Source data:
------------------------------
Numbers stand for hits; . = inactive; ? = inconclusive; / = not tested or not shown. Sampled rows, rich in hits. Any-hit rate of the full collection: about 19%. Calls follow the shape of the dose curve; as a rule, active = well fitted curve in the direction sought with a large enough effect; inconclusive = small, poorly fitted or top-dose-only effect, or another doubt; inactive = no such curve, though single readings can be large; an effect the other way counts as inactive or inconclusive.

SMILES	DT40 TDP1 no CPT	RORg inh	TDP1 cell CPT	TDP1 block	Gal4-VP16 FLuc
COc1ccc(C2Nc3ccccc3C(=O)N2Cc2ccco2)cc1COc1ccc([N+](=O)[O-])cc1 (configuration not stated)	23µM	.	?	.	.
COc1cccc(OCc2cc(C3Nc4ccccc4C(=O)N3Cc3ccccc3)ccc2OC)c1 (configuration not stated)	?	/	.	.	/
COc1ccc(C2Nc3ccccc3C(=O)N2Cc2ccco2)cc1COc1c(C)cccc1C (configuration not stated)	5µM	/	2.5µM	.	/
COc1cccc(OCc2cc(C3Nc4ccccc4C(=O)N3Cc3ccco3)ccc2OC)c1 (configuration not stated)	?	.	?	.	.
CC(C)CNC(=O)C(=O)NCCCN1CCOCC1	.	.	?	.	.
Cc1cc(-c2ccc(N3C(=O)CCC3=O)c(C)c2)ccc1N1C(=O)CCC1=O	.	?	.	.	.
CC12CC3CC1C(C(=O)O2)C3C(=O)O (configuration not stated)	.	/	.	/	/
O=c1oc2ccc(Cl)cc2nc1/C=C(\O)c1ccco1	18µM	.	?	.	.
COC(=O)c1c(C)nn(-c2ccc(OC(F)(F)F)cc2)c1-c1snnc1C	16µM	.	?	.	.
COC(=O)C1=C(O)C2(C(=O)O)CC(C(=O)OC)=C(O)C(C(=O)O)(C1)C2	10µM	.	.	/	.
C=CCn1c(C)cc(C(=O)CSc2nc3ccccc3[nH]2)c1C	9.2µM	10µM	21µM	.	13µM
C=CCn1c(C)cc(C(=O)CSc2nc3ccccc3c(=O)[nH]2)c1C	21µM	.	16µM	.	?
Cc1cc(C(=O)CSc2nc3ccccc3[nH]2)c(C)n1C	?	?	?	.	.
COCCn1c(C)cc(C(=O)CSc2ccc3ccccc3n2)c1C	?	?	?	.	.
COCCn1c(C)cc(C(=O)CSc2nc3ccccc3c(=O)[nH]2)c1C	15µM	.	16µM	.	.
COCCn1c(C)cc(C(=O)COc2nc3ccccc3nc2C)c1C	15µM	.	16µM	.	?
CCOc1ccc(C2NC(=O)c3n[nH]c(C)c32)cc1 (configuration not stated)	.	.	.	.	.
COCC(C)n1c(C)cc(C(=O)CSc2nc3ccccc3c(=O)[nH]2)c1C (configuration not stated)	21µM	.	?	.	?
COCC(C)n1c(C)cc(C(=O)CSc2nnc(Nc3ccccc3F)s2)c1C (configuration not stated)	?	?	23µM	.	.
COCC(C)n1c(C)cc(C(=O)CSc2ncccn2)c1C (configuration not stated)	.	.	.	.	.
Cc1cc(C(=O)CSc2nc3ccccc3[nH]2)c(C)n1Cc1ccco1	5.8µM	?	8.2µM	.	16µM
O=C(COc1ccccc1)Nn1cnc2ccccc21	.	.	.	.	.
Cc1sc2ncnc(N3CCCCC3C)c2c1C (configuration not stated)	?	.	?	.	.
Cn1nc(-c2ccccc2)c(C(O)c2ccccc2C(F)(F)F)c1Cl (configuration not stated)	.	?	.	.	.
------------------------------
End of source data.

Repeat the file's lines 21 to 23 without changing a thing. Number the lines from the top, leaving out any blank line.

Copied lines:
COCC(C)n1c(C)cc(C(=O)CSc2nnc(Nc3ccccc3F)s2)c1C (configuration not stated)	?	?	23µM	.	.
COCC(C)n1c(C)cc(C(=O)CSc2ncccn2)c1C (configuration not stated)	.	.	.	.	.
Cc1cc(C(=O)CSc2nc3ccccc3[nH]2)c(C)n1Cc1ccco1	5.8µM	?	8.2µM	.	16µM